Ministers at the federal level, owing to the large size of their domain, need time to get briefed on the ins and outs of the sectors, and just as crucially, the office politics of a department. And in some cases, where the appointee has little in the way of experience, these briefs can take not just weeks, but months.
In the meantime, a state of vapidity will be created in the leadership position lending an arm to a situation whereby ministers have to depend on the civil service serving down below. And while it is never unacceptable for ministers to learn from public servants who have experience, over-reliance to such a degree will unavoidably disrupt power structures that are detrimental to effective management.
There is also the issue of transparency. While there are many that have been shuffled around, some manage to serve for a long period of time. But it is hard to correlate this fact with the success of the ministries themselves. It is neither the failure nor progress of the ministries that is determining term life, thus the ministers’ merit, but an invisible political game that is taking place behind closed doors, under the veil of extreme secrecy.
It all comes down to the question of the individual, and that individual’s role in politics.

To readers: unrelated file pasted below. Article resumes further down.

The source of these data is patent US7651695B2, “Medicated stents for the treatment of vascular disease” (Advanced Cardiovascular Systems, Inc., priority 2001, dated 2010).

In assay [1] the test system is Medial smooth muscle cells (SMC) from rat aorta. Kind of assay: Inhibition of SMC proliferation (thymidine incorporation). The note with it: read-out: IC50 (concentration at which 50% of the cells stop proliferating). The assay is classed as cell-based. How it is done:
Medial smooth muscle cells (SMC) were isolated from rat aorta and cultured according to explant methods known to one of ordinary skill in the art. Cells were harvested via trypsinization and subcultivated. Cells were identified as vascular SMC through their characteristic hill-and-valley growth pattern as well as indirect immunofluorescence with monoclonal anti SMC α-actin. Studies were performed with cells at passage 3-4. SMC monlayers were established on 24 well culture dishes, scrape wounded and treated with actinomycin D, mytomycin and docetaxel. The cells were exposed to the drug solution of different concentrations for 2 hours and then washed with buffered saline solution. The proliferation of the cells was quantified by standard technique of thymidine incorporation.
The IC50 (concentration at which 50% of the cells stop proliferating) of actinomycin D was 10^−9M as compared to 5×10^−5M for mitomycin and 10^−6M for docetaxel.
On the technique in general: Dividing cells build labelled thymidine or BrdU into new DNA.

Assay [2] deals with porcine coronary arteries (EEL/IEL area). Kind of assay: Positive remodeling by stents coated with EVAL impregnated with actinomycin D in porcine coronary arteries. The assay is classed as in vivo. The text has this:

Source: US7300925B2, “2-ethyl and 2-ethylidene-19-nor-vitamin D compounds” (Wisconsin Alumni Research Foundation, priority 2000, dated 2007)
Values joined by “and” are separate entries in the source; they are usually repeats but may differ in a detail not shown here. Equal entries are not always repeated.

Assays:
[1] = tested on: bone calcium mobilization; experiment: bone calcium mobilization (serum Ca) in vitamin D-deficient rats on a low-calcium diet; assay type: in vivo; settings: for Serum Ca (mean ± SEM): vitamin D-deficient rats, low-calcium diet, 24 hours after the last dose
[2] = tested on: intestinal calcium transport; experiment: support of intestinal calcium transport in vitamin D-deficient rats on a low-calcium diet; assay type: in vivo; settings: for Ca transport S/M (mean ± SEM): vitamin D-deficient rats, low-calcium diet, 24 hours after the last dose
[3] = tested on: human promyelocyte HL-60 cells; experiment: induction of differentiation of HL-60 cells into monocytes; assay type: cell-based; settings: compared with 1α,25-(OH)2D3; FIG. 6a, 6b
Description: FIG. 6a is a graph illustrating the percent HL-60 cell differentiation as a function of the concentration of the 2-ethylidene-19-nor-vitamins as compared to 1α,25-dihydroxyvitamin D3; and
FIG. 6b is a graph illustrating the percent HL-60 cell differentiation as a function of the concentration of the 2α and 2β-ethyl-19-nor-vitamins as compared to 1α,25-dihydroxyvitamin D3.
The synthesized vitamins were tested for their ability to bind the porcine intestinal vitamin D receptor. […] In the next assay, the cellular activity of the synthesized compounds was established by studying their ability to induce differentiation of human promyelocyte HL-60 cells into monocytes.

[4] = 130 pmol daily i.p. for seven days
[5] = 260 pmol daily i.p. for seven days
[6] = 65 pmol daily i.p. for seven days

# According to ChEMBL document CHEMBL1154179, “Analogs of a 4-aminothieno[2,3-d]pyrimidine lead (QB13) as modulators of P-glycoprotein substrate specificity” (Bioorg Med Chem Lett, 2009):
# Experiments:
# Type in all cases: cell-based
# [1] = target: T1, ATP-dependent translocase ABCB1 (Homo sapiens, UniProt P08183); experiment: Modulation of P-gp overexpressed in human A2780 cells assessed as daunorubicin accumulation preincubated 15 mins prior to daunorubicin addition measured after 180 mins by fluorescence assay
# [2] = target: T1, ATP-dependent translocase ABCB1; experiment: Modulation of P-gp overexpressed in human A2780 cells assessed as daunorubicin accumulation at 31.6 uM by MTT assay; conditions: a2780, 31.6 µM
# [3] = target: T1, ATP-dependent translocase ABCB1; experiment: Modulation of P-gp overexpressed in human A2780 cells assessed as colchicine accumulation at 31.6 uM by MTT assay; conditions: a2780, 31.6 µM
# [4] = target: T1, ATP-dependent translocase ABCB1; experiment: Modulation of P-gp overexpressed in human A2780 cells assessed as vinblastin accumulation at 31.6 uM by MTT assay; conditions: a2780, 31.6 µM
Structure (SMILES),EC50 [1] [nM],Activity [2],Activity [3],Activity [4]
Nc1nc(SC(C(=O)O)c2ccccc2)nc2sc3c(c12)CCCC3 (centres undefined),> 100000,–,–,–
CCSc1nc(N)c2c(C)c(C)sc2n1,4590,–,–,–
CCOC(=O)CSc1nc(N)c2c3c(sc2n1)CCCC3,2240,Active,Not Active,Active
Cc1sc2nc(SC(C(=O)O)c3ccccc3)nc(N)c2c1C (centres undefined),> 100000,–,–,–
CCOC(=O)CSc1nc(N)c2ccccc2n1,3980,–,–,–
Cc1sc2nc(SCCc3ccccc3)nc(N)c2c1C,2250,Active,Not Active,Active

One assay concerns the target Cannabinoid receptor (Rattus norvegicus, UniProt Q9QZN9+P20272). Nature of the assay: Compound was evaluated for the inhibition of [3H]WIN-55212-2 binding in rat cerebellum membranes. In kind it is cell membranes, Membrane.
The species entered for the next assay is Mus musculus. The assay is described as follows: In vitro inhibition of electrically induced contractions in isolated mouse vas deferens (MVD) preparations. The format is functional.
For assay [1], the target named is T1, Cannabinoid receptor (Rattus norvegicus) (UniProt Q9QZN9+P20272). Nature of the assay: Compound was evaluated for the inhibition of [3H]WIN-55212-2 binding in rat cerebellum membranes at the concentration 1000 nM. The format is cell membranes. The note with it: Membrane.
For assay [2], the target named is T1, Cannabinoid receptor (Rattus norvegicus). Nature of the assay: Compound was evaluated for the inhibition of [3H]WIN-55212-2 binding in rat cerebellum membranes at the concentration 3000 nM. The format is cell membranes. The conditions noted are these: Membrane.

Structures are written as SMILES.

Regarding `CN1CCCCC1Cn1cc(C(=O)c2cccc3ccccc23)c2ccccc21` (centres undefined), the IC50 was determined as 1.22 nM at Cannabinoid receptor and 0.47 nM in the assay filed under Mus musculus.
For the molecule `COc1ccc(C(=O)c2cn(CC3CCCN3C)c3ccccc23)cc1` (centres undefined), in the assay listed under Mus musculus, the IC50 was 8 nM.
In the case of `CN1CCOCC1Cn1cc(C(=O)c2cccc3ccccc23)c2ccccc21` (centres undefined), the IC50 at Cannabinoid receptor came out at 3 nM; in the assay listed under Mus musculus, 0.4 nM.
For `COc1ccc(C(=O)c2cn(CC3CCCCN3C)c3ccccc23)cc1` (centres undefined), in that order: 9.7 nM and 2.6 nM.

To what extent is a minister allowed to affect a ministry, or is a ministry a solid governmental entity whose aims and principles are written in stone?
If an institution fails to advance, or devolve, in any shape or form with the change of leadership, then that institution is not giving enough credence to new and innovative ideas. It is only moving in a direction that has been set for it by the powers that be.
And if the only justification the Revolutionary Democrats could throw in the public’s direction is that ministries cannot possibly be affected by changes in leadership, then, it is no wonder certain officials have the prerogative to claim they are not accountable to negligence and corruption that takes place directly under their noses. They are emboldened by a way of thinking that queries from them not ideas, but regularity. It throws the entire argument for elections, assessments and democratic rule into question.